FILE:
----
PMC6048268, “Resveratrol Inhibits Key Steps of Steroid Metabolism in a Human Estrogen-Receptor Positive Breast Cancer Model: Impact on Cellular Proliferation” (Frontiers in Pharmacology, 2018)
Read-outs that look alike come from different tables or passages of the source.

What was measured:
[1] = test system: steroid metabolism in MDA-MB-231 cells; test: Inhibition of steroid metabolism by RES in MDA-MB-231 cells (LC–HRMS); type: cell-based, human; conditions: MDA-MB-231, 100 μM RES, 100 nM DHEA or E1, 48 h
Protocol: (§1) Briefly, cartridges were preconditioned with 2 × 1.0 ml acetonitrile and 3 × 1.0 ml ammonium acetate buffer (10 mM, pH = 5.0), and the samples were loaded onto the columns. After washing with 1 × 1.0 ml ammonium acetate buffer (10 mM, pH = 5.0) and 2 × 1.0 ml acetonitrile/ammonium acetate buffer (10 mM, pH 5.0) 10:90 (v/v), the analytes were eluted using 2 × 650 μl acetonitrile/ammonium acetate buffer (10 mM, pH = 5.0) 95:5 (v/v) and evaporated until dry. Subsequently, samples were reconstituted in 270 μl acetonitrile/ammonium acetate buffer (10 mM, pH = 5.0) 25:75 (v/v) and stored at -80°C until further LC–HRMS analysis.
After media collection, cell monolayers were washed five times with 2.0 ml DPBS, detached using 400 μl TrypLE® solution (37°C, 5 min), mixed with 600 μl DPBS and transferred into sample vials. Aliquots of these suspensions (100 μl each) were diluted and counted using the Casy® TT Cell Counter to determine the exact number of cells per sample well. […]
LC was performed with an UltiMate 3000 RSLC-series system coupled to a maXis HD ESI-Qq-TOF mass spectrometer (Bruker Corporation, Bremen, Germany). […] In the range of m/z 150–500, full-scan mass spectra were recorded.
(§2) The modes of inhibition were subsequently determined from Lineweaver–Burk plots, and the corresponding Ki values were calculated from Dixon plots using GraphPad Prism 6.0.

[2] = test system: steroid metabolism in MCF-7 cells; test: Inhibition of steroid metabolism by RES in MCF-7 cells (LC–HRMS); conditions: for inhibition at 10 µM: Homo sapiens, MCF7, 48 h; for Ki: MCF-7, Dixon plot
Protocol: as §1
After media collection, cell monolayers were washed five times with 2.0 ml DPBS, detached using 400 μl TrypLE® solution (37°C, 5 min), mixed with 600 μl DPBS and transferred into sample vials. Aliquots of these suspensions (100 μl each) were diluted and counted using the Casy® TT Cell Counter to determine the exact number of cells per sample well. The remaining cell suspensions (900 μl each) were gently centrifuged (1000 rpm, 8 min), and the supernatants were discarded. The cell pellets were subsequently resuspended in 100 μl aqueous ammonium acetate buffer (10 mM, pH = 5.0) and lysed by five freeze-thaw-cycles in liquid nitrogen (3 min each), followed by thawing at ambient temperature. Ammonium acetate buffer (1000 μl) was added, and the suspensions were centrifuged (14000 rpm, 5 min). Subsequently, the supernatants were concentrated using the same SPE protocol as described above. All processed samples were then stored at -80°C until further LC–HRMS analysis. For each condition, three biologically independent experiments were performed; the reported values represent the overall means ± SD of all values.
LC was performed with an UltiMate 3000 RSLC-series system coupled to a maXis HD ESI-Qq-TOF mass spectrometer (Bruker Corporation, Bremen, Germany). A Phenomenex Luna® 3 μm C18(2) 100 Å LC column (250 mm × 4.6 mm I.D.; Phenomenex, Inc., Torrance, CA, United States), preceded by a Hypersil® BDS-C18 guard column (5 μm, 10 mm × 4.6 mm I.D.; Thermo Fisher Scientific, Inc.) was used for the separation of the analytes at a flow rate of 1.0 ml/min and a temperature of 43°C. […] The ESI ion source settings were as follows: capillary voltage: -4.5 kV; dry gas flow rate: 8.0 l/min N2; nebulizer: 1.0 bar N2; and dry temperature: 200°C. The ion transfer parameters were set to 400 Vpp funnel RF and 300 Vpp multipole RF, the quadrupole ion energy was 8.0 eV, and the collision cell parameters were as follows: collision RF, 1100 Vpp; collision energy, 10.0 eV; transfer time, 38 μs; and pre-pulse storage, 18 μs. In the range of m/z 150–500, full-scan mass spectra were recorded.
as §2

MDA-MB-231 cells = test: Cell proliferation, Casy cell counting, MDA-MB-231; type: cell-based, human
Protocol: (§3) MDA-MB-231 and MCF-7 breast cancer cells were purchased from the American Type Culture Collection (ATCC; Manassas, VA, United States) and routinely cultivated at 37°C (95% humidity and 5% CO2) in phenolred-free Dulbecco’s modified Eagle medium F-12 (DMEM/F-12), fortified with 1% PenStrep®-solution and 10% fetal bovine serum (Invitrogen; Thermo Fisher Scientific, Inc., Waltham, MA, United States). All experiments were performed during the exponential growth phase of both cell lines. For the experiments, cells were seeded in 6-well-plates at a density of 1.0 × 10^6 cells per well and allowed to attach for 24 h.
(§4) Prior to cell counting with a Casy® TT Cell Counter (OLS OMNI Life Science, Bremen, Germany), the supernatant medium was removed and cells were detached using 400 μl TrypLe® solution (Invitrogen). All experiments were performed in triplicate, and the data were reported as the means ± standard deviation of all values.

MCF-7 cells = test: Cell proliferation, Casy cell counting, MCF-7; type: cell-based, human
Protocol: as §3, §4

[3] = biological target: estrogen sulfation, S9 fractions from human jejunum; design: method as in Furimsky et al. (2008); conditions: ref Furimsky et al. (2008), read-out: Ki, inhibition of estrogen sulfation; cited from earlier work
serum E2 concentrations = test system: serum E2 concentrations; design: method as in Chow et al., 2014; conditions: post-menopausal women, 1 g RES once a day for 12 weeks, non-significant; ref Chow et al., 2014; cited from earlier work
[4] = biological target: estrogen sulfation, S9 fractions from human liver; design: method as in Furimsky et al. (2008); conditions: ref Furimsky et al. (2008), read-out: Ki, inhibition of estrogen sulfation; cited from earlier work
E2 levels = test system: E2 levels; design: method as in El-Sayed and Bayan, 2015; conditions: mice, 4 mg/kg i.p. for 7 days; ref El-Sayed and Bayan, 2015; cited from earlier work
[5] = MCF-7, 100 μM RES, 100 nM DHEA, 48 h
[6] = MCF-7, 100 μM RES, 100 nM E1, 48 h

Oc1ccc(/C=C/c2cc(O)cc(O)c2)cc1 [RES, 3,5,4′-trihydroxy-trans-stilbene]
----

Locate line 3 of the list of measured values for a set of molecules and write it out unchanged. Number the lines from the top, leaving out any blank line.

What was measured: